In the State of Rhode Island, arson is charged by degree, with first-degree arson being most serious, and seventh-degree arson being the least serious arson offense. Understanding the conduct and the charges that may arise out of such conduct may prevent someone from being charged with a crime. It is also important to understand that an experienced Rhode Island criminal defense attorney can negotiate to get charges reduced to a lower degree of crime.
Arson – Seventh Degree
This charge is for people who start bonfires in the streets, roads, or square, without permission from the local governing body. It carries a $100 fine.
Arson – Sixth Degree
Starting a fire in the woods, for the purpose of destroying the woods, can be criminal. If the fire runs and spreads “at large” the fire starter faces up to two years in prison and a fine of up to $1000.
Arson – Fifth Degree
Causing a fire which damages or destroys property can result in imprisonment for a minimum of 1 year and up to 20 years, as well as a fine of up to $1000.
Arson – Fourth Degree
When a fire is started purposefully, or an explosion is created intentionally, and this results in the damage or destruction of personal property in excess of $100, a person may face imprisonment for at least 1 year, and up to three years, as well as a fine of up to $1000.
Arson – Third Degree
When someone starts a fire or explosion, damaging or destroying property with the purpose of defrauding an insurer, they may face a minimum of two years and up to twenty years in prison, as well as a fine up to $5000 fine. However, if someone dies as a direct result of the fire, the consequences is imprisonment for not less than 20 years.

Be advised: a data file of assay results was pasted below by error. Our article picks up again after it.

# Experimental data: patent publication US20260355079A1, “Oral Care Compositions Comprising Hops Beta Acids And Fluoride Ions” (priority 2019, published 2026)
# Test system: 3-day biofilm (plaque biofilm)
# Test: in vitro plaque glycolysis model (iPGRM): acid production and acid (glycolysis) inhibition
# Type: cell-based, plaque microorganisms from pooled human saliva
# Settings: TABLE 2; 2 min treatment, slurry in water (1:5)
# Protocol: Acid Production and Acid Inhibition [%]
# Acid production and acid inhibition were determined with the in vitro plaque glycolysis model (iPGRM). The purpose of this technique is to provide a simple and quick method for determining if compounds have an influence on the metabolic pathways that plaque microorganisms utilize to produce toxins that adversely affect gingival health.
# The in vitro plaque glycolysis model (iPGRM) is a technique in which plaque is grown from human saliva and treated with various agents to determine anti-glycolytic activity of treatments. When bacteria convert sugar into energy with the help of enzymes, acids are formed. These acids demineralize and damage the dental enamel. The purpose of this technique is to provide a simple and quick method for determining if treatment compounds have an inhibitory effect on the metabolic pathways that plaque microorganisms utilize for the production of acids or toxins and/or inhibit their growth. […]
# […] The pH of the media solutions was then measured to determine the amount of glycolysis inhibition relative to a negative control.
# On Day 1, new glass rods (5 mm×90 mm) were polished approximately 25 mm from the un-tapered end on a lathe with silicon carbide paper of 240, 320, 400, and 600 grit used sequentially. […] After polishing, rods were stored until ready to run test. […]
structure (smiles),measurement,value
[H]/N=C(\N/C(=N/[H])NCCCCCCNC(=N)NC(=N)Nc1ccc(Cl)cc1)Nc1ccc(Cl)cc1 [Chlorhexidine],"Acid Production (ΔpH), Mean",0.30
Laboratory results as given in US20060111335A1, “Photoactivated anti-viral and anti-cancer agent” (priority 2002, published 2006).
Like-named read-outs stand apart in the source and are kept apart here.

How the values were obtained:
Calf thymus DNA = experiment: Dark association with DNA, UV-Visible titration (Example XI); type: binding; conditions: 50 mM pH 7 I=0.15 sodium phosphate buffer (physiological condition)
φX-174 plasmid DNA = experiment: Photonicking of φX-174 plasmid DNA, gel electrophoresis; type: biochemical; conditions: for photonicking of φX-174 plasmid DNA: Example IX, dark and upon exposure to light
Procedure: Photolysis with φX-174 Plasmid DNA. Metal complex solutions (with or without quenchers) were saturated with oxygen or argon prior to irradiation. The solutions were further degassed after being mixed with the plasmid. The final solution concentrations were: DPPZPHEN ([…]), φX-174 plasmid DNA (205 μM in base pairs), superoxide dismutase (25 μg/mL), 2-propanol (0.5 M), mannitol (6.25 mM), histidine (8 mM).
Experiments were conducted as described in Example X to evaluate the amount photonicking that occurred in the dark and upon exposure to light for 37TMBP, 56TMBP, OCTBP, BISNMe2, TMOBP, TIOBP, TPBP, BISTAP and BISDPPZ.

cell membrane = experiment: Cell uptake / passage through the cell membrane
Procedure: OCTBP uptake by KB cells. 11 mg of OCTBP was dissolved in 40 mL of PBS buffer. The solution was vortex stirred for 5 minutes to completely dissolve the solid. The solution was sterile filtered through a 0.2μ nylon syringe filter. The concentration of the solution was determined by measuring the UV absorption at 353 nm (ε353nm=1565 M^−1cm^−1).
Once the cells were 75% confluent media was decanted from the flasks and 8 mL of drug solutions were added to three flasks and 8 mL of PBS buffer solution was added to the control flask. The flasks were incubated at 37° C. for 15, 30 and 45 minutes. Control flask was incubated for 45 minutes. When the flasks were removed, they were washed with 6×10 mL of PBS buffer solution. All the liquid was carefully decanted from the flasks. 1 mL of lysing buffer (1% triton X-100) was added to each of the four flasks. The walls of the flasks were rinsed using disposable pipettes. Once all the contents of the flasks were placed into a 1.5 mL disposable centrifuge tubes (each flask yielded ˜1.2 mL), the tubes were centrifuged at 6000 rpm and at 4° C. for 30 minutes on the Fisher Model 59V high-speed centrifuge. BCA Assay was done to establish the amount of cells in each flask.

Arson – Second Degree
When someone starts a fire or causes an explosion, which results in the damage or destruction of an unoccupied building or structure, they may face imprisonment for at least two years and up to twenty years, as well as a fine of $2500. If someone dies as a direct result of the fire or explosion, including a person fighting the fire, the consequences are a minimum of 20 years.
Arson – First Degree
Causing a fire or explosion where there is a substantial risk of serious physical harm to any person, or damage to an occupied building, or a building occupied during the prior six months, or to a residential structure regardless of whether or not it is occupied results in a minimum five year prison sentence, with a maximum sentence of life in prison. The fine is a minimum of $3000 and may be as much as $25,000. If someone dies as a result, including a firefighter, the consequences are a minimum of 20 years in prison.
If You are Charged with Arson
If you are charged with arson, you need an experienced criminal defense attorney by your side. There are provisions in the statute which allow for lesser sentences under some circumstances. AT the Law Offices of Kensley R. Barrett, Esq., we understand how to approach arson cases. Contact us today for a free consultation.